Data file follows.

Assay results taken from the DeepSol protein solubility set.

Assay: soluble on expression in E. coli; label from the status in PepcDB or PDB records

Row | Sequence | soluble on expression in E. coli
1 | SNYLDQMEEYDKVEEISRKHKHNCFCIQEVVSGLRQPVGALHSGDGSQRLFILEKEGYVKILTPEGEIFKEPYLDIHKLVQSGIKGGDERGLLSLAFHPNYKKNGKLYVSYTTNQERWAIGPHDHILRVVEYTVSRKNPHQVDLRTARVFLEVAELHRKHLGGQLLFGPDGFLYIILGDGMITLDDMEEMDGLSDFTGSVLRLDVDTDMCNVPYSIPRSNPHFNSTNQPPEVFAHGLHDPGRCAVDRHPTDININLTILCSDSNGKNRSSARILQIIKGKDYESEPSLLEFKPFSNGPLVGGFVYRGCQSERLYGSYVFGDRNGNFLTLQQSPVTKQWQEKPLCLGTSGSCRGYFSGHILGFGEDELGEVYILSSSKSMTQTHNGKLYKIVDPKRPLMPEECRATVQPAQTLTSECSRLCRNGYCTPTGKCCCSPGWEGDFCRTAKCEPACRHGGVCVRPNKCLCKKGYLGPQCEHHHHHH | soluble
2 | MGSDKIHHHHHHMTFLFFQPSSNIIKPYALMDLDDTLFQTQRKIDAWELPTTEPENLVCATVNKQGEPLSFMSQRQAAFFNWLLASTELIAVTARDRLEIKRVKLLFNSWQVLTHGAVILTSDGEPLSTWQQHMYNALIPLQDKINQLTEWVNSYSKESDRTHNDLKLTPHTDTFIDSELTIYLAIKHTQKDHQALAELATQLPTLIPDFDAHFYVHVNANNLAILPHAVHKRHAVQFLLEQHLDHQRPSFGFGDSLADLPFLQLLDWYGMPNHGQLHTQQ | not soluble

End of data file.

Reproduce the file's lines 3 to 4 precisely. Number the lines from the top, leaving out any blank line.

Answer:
Row | Sequence | soluble on expression in E. coli
1 | SNYLDQMEEYDKVEEISRKHKHNCFCIQEVVSGLRQPVGALHSGDGSQRLFILEKEGYVKILTPEGEIFKEPYLDIHKLVQSGIKGGDERGLLSLAFHPNYKKNGKLYVSYTTNQERWAIGPHDHILRVVEYTVSRKNPHQVDLRTARVFLEVAELHRKHLGGQLLFGPDGFLYIILGDGMITLDDMEEMDGLSDFTGSVLRLDVDTDMCNVPYSIPRSNPHFNSTNQPPEVFAHGLHDPGRCAVDRHPTDININLTILCSDSNGKNRSSARILQIIKGKDYESEPSLLEFKPFSNGPLVGGFVYRGCQSERLYGSYVFGDRNGNFLTLQQSPVTKQWQEKPLCLGTSGSCRGYFSGHILGFGEDELGEVYILSSSKSMTQTHNGKLYKIVDPKRPLMPEECRATVQPAQTLTSECSRLCRNGYCTPTGKCCCSPGWEGDFCRTAKCEPACRHGGVCVRPNKCLCKKGYLGPQCEHHHHHH | soluble